"All of a sudden I got very emotional. And I think it is because when I look at this picture, it reminds me that I am standing here . . . . representing our state and being a servant because of a woman who came before me and who was of service; a person who served," said Blunt Rochester. "This medal is the highest civilian honor that Congress gives out. She is being awarded the highest medal for service to our country, service to our state whether it was working in the field of education and service to our community. I am humbled to be here on behalf of the United States Congress, presenting this gold medal to Staff Sgt. Artishia Stephens."
Recognition of the Tuskegee Airmen reached a high point Feb. 28, 2006, when the U.S. House of Representatives passed a bill to award the Congressional Gold Medal to the Tuskegee Airmen, the largest group ever to receive the award. On March 27, 2006, the U.S. Senate unanimously passed legislation, authorizing then-President George W. Bush to award the Congressional Gold Medal to the Tuskegee Airmen.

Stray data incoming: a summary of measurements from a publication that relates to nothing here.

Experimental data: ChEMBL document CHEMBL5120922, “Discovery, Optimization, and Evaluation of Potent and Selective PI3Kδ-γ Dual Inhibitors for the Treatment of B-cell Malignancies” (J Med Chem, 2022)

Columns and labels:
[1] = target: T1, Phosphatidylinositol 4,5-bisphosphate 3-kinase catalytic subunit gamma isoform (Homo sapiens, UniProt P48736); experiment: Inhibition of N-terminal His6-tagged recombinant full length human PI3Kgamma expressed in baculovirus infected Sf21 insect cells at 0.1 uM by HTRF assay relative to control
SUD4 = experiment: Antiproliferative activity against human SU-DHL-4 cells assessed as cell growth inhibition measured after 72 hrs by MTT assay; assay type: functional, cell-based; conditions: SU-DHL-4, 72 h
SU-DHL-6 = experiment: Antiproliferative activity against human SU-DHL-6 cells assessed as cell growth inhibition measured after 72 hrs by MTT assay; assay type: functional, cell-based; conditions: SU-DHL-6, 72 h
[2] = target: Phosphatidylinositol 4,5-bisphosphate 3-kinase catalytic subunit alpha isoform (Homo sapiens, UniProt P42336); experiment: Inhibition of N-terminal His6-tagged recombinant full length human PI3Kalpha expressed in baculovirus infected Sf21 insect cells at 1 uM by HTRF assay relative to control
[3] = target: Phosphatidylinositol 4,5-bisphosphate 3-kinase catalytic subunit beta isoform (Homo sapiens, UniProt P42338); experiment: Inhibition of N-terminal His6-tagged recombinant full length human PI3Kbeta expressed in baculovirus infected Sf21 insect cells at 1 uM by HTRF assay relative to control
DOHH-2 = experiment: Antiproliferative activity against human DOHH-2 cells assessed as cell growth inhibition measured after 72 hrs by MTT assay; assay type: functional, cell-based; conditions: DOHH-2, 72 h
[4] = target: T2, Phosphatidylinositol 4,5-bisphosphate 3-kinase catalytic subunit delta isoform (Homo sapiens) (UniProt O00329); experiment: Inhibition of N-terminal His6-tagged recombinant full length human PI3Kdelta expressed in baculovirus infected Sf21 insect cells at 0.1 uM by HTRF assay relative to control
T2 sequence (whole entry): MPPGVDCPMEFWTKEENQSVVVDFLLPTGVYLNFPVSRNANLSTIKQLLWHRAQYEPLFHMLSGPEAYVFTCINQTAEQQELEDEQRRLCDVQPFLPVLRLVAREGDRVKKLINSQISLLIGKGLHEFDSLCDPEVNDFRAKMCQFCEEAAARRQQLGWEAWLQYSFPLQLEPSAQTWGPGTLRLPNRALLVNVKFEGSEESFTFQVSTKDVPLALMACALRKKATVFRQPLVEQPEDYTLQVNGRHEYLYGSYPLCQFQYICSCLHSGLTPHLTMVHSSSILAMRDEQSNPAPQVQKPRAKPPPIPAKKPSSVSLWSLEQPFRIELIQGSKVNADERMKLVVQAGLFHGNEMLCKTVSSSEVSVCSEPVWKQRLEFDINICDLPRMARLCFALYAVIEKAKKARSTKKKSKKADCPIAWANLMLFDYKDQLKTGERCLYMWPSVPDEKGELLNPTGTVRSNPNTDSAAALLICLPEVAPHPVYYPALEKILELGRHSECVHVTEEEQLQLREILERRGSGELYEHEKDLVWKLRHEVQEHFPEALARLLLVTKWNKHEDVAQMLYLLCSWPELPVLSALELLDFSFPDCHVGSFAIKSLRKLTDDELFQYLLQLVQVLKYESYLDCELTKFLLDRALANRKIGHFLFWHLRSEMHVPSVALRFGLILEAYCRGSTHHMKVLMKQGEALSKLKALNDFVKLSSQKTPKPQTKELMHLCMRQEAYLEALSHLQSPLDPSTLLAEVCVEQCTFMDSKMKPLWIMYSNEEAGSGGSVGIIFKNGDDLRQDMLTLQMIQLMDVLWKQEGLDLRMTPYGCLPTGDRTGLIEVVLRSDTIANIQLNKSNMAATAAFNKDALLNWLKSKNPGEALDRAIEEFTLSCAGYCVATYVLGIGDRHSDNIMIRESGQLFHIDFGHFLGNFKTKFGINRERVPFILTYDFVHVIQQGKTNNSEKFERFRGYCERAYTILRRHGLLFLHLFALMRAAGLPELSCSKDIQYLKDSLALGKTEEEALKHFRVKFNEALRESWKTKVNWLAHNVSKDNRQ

Reba Hollingsworth, who was a teacher at the William C. Jason High School, shared some remembrances.
"Artishia Stephens was a professional all the way, a no-nonsense secretary who was dedicated to the students, the faculty and the community. She was the liaison between the administration and the faculty. Artishia Stephens was one of a kind," said Hollingsworth.
"As I have gotten older, I see how a woman who maybe 4 feet 11, maybe 100 pounds was never ever afraid to tell me whatever was on her mind," said Mr. Ruffin of his grandmother. "It is a blessing. It means the world to us that you are all here."
"Being the child of a military person can be interesting," said Marcealeate Ruffin, the oldest of Conaway Stephens’ two daughters. "She was in the military during a time that you could stay in once you got married, which she did, but once you became pregnant you had to leave. So, when she became pregnant with me, she left. Had the policy been what it is today she would have been career. She loved her family, but the military was a close second. Many people have said to me, ‘I didn’t know your mother was in the military.’ But then they said that once they learned, it wasn’t surprising, because she was sharp, to the point and no nonsense."